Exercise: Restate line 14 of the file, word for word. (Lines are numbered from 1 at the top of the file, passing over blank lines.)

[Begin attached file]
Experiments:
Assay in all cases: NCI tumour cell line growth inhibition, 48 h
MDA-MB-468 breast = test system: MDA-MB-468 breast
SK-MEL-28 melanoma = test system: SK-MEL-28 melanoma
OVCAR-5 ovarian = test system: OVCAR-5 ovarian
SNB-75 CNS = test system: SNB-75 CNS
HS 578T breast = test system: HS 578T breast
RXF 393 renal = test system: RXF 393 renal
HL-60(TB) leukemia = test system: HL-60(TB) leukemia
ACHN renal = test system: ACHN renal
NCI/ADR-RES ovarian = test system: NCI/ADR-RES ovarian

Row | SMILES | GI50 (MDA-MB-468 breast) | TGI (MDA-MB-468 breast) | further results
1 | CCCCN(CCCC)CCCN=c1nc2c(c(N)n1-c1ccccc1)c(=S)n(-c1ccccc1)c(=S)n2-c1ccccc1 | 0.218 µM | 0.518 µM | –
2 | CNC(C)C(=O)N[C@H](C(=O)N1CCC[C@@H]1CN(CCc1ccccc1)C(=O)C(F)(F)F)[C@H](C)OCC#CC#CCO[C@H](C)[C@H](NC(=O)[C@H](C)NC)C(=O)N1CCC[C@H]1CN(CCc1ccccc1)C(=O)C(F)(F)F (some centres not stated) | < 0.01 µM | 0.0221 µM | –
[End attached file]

2 | CNC(C)C(=O)N[C@H](C(=O)N1CCC[C@@H]1CN(CCc1ccccc1)C(=O)C(F)(F)F)[C@H](C)OCC#CC#CCO[C@H](C)[C@H](NC(=O)[C@H](C)NC)C(=O)N1CCC[C@H]1CN(CCc1ccccc1)C(=O)C(F)(F)F (some centres not stated) | < 0.01 µM | 0.0221 µM | –